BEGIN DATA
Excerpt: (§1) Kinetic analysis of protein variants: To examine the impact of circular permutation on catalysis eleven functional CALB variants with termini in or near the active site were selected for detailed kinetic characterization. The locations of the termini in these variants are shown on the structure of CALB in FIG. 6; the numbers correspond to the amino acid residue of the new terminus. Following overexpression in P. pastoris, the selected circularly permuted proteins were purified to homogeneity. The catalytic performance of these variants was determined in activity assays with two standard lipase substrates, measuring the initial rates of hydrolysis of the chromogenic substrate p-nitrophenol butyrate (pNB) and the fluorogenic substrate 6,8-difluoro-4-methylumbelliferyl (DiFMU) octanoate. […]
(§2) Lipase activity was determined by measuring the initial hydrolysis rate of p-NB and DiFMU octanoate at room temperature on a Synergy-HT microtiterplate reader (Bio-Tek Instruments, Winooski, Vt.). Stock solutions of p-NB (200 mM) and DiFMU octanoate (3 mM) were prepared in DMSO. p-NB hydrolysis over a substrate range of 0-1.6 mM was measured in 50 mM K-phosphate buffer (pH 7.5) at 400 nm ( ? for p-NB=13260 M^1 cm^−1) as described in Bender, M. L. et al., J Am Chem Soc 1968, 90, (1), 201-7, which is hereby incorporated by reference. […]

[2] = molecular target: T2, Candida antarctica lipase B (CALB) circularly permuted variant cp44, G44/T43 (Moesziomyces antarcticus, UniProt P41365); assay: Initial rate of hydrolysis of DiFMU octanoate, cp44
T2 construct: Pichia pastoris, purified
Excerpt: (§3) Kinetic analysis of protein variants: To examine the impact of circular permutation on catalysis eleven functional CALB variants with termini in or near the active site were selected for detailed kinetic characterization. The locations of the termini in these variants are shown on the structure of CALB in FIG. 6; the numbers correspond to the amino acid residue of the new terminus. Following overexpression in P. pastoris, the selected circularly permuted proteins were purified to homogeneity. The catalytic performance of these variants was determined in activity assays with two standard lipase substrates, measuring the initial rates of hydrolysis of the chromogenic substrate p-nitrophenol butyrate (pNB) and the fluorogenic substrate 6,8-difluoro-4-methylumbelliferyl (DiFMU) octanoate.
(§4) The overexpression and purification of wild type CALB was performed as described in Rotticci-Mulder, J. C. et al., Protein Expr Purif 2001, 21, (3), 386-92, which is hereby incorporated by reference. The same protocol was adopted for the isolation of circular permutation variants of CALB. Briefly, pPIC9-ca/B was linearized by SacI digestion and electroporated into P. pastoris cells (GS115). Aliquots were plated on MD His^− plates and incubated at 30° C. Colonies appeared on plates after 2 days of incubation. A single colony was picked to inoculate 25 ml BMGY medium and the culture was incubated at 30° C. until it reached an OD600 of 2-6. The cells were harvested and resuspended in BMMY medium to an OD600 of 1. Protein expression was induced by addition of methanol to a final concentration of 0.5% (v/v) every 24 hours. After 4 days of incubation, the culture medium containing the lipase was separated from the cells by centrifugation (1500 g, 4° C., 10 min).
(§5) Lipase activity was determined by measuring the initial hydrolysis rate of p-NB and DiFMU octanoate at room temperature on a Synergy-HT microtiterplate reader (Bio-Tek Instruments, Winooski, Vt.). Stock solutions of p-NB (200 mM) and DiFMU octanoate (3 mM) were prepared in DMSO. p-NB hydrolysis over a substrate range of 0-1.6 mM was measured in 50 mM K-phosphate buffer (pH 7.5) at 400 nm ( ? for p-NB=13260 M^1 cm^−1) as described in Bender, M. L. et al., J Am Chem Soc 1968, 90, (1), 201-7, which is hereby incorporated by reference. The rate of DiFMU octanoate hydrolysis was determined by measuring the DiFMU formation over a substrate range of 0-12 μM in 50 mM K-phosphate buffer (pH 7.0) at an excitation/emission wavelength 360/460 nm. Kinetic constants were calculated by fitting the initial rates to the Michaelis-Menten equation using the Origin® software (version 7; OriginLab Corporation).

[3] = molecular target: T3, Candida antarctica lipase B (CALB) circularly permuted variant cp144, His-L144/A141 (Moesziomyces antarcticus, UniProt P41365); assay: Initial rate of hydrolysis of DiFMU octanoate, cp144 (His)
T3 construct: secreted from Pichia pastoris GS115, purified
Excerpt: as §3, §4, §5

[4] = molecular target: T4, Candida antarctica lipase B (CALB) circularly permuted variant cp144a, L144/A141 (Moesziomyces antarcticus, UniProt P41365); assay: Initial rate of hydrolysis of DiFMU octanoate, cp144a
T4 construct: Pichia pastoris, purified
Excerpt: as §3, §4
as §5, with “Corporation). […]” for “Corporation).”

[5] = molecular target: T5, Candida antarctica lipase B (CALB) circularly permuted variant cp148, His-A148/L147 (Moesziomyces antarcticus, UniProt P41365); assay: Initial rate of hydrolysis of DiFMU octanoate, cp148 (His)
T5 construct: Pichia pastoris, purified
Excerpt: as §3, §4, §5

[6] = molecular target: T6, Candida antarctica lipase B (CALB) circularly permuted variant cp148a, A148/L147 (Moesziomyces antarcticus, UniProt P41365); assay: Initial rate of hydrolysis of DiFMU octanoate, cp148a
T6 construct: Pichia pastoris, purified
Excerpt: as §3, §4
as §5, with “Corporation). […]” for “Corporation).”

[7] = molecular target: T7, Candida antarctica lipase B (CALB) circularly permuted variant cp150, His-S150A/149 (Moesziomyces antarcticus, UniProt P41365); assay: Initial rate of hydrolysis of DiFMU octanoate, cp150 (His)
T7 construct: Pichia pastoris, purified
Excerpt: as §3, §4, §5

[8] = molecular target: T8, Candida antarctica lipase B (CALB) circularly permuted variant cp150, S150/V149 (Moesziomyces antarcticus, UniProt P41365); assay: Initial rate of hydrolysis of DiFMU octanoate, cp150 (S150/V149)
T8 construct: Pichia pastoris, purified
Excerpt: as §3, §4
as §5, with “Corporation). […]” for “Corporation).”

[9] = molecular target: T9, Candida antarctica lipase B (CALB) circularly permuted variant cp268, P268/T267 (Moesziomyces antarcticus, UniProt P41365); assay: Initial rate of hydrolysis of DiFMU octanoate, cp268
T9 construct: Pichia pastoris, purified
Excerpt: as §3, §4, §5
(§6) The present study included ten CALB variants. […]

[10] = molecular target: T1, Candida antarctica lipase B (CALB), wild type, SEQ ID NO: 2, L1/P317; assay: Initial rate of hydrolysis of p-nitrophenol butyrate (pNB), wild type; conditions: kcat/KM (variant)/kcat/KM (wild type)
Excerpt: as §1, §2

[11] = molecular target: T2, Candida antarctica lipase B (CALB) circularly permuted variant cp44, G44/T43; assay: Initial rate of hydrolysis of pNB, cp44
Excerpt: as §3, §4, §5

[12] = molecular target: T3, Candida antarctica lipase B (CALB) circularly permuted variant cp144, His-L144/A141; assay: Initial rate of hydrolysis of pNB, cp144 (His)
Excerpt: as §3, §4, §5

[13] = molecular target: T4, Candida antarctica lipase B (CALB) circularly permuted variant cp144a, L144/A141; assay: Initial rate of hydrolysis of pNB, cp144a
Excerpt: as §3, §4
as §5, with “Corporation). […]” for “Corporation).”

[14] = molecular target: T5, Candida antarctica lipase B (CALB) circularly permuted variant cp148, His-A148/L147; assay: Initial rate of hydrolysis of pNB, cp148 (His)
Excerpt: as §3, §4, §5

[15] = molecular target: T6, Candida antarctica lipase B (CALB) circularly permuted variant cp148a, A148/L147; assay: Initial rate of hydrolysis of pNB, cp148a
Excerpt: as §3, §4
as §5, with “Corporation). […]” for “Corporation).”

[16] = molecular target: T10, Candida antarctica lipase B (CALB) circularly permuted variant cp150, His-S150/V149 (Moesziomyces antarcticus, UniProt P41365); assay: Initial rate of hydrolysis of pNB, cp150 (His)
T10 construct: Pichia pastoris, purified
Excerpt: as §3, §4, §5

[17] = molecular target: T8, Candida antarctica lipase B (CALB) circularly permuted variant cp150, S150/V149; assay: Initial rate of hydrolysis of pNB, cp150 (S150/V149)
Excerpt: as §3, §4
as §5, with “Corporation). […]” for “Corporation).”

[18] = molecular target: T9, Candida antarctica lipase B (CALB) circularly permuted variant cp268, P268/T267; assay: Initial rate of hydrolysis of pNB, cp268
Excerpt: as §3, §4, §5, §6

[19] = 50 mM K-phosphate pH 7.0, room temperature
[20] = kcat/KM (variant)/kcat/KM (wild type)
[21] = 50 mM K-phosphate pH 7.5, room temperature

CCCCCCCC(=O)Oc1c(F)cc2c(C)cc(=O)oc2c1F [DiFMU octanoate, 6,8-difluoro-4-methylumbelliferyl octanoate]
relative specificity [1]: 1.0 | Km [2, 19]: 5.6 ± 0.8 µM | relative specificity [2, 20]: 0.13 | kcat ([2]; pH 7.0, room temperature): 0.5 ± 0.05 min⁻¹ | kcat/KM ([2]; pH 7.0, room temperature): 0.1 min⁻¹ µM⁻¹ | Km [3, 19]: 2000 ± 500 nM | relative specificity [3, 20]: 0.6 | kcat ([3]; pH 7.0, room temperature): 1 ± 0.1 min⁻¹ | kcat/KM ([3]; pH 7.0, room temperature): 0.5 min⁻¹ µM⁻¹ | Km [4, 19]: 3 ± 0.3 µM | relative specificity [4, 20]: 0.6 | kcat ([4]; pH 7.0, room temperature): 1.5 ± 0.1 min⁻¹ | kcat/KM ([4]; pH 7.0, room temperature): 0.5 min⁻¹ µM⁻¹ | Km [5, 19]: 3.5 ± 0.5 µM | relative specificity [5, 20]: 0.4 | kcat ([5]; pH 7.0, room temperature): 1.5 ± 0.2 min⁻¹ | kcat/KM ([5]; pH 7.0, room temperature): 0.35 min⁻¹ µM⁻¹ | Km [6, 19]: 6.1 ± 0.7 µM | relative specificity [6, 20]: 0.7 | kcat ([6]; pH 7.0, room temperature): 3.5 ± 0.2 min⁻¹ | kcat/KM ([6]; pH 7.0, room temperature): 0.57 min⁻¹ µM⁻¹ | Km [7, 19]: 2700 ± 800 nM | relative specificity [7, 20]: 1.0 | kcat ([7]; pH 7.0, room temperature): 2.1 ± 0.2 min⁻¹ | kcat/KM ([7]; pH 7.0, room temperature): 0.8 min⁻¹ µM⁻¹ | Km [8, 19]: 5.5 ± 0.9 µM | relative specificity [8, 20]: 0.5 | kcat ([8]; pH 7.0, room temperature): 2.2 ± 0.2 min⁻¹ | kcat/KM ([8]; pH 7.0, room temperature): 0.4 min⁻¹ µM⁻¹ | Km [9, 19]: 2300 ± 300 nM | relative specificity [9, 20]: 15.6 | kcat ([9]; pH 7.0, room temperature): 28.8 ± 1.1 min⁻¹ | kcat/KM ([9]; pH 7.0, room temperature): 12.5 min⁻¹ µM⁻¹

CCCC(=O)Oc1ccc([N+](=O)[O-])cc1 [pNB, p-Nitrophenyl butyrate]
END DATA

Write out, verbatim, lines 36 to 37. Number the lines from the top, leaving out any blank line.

Excerpt: as §3, §4, §5

[12] = molecular target: T3, Candida antarctica lipase B (CALB) circularly permuted variant cp144, His-L144/A141; assay: Initial rate of hydrolysis of pNB, cp144 (His)